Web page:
It is usual practice in sport to set goals, to have a destination ahead – a competition on the horizon that has resonated with body, mind and soul. We are motivated:
‘Can I do that?’
‘I think I can…’
‘Lets find out….’
The process has begun…
What is it we want to achieve?
Are there any parts of ourself that are incongruent with the goal?
Do we know how we are going to do it, what training is needed?
Do we need to make any lifestyle adjustments ?
How long will it take?
Have we set a reasonable time span to achieve our goal?
This practice of questioning applies to team games as well as individual sport.
Good coaching enables the individuals in a team to perform synergistically so that the energy of the whole is greater than the sum of the individual players. In individual sport the more whole and integrated our own energy, the more we are able to perform to the best of our ability.
Having a destination in mind is the first stage of setting off on a journey and, as with any journey, depending on our approach, it has the potential to enrich us, to teach us lessons, to access inner strengths and to help us develop new skills.
It is, however, important that from the outset we hold the goal with light reins.
As long months of hard work begin it becomes necessary to engage in our daily practices towards our goals; training, sleeping and eating for example, in a way that supports us.
As the path unfolds ahead of us if we are engaged in each day, in each moment of each day then we will be more able to enjoy the unfolding journey.
When the path gets rocky or steep, we are more likely to appreciate and discover that this is the time we receive unexpected gifts (for instance we meet a special new friend, perhaps the massage therapist or physiotherapist who is supports us at this time, maybe a fellow traveller on the path to the same destination who we learn from and whose company we enjoy) if we are holding onto our goal lightly rather than gripping tight.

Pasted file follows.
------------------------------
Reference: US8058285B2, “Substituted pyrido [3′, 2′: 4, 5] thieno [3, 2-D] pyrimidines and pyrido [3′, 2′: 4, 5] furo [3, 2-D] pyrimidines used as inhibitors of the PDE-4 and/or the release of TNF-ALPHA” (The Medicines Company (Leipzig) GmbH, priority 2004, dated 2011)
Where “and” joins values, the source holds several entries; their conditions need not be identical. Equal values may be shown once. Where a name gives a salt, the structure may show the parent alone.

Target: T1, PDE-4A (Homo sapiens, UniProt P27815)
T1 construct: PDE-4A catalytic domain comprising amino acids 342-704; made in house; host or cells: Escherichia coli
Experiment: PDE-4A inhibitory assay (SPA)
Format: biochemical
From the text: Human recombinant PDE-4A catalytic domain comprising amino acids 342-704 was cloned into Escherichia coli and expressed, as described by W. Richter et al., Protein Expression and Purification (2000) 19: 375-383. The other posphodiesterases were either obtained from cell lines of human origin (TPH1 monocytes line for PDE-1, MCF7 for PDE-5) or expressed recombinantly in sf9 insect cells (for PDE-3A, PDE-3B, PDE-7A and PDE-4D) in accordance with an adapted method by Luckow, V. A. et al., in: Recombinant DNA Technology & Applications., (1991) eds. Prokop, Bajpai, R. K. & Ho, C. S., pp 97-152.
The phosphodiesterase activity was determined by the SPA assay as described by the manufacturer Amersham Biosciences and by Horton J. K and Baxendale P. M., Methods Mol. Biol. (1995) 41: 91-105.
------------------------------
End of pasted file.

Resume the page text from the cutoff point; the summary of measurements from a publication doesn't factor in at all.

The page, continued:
If the going gets very tough, this is the time to look up and remember our destination, to see that we are nearer than we thought and use our knowledge to inspire us to keep going…
Occasionally it feels that we might never arrive, we have had to take a detour, sidelined with an injury or illness or we are just very tired.
It is how we manage these setbacks that contribute to the learning on the road we are travelling.
Mastering our sport can bring us greater ability to master our lives.
As we recognise this we might start to understand what our journey is really about.
We might notice that in creating clear relaxed energy within our system we can stay focused with our attention on the moment we are in, undistracted and clear, playing each shot, processing each move, running each step without tensing up or being worried about our imagined goal.
Of course, on the way to learning how to be present in our sport we are likely to experience a range of emotions such as anger and frustration, or be sidelined with injury or be disappointed in our training and our goal may seem completely out of reach.
If we seek to clear these states and learn how to stay at ease, harnessing our energy towards self management and the releasing of these tensions – if instead we use these challenges to develop ourselves and connect to an inner trust we manifest confidence and are more able to realise our best expression.
If, in fact, we can let go of an attachment to the outcome of the goal; one that we might have been training towards for many months, even years, then we can perform with absolute freedom, experience being ‘in the zone’, and allow out our very best performance.
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About the Author: Julia Chi Taylor
Julia is an ex international distance runner.
In the late 70’s all through the 80’s and into the early 90’s she competed regularly for England and GB at distances from 5k to Marathon.
Some of her best performances include winning the 1985 Dublin Marathon and finishing 7th woman (3rd British woman) in the 1986 London Marathon in a time of 2.36.31 where she was selected to run in the Commonwealth Games. She still competes now as a master over 55, regularly winning her age group in races around the world. She’s was also part of the winning team for the national master X country championships in March this year, 2016.